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Build a Solid and Truly Useful Customer Survey System

Build a Solid and Truly Useful Customer Survey System - Duct Tape Marketing

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Customer surveys are the most direct way of understanding your clients’ needs and preferences. The success of your business rests in their hands. If they are not satisfied, there’s very little you can do to make your business grow. A well-designed customer survey system can provide you with the tools necessary to predict future trends, and stay ahead of the curve.

How to Encourage Feedback

The basic building block of any customer survey system is the survey itself. Often, the biggest obstacles companies face when it comes to getting direct feedback from their clients is the lack of enthusiasm when it comes to filling in questionnaires. So, when deciding to survey your customers, you need to factor this in, when you think about the number of people you have to send it to. However, there are ways you can encourage your clients to respond to your questions.

  • State the purpose of your survey. If the participants know what the ultimate goal of a survey is, they’re more likely to take the time to fill in the answers. Many customers are reluctant to participate in surveys because they don’t know exactly what to expect. Of course, you can keep the subject of your questionnaire somewhat vague, so you don’t influence your participants.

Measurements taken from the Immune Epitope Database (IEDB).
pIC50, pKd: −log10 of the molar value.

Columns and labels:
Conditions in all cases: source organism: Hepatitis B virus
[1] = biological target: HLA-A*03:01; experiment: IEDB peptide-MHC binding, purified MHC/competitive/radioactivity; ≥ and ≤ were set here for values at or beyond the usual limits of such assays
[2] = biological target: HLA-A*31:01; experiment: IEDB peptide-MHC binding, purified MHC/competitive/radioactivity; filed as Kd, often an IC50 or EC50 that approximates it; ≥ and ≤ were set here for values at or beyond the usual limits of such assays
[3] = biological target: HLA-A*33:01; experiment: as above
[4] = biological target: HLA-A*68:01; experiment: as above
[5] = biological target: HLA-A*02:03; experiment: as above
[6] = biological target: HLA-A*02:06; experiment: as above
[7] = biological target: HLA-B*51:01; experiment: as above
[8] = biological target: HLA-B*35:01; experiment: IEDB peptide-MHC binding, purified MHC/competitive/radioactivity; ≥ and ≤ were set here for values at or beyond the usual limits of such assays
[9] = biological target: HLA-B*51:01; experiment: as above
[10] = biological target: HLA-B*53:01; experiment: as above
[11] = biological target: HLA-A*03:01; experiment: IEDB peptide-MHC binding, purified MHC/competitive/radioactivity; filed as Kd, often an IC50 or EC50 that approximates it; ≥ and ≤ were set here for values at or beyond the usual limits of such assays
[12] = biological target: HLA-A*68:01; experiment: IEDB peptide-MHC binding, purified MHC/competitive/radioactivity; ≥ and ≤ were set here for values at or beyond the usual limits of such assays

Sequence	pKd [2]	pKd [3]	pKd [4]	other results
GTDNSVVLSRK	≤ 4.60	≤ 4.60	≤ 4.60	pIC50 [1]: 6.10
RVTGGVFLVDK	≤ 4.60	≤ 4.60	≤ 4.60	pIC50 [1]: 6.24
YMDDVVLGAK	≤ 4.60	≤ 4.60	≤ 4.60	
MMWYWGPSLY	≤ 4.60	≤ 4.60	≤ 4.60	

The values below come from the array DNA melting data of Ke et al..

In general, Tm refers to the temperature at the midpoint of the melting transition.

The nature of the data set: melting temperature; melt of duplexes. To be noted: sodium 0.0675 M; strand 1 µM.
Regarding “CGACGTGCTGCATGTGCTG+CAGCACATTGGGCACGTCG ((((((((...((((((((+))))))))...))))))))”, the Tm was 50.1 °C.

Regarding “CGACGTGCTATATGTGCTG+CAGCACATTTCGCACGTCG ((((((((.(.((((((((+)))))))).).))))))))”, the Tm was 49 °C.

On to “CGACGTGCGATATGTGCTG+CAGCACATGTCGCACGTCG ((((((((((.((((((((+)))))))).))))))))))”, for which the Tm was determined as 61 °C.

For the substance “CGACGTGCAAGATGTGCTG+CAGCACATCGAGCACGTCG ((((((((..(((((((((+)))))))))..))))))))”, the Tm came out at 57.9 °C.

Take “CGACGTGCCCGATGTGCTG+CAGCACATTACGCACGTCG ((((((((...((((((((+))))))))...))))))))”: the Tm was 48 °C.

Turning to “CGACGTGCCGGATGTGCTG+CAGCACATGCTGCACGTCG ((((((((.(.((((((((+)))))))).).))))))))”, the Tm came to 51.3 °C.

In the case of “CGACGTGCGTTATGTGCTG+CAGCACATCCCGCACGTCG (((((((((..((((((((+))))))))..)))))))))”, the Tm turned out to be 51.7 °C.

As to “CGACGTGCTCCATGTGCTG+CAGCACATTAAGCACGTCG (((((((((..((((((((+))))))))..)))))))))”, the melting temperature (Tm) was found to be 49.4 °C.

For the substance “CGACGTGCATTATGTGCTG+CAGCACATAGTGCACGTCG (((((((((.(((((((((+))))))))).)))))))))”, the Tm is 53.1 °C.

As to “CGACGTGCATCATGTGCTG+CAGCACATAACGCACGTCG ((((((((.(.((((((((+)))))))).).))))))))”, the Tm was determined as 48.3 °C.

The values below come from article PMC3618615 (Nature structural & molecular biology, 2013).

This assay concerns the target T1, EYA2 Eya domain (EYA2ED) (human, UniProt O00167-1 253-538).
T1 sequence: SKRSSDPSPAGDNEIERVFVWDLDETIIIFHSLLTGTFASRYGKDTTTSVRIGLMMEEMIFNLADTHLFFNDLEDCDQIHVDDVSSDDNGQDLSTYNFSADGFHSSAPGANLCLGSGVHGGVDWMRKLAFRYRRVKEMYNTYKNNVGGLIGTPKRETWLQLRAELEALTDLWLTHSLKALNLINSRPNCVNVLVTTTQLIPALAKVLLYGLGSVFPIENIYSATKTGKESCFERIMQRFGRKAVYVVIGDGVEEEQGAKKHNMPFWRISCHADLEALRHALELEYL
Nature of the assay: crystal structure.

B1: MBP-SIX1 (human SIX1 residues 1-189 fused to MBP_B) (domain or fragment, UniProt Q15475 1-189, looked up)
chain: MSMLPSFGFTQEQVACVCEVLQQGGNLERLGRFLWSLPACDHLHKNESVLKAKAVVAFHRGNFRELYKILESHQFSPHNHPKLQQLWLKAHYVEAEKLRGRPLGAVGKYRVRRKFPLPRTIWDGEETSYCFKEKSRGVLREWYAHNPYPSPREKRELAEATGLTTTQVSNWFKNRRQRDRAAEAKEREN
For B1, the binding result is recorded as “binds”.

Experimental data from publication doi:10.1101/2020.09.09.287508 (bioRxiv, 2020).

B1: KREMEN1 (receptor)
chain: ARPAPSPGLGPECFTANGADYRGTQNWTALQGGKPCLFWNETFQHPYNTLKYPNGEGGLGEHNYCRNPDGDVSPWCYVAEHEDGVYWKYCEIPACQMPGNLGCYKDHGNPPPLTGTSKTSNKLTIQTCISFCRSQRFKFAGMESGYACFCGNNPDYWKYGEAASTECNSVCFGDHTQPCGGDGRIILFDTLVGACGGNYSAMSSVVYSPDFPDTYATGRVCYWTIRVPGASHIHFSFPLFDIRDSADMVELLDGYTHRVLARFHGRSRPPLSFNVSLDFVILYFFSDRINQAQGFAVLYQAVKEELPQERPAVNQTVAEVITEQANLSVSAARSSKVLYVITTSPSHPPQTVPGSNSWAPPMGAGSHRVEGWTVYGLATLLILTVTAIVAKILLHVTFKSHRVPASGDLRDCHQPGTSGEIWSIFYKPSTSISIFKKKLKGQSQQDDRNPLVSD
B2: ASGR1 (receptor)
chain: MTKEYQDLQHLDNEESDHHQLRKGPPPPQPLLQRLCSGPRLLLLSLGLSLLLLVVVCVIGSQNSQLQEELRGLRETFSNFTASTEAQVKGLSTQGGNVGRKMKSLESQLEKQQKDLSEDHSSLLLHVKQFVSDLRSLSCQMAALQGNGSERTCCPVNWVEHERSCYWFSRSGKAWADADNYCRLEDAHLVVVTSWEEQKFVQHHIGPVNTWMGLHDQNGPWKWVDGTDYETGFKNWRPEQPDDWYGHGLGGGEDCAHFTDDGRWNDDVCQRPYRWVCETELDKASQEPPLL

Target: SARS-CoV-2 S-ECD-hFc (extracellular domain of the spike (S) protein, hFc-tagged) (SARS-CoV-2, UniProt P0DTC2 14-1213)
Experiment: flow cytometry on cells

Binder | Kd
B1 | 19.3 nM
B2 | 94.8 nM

• Describe the survey before your customers decide to take it. Without being too specific, you should give your customers an idea of what to expect from the survey. Give them a broad description of the types of questions you’re going to ask them, what they need in order to participate, and a rough estimate of how much time it’s going to take. If your customers know these things beforehand, they’re going to be much more willing to start the process.
  • Questions should be concise. Long, sprawling sentences might make them difficult to understand, and the answers will inevitably be less accurate. Short questions, that are to the point are much more likely to yield useful data.
  • Avoid unclear phrasing. If the questions are too vague, or your customer is unsure about what you’re asking them, this might make them feel frustrated, and just give up. You may end up with a lot of information that is practically useless, or you might stop getting feedback altogether.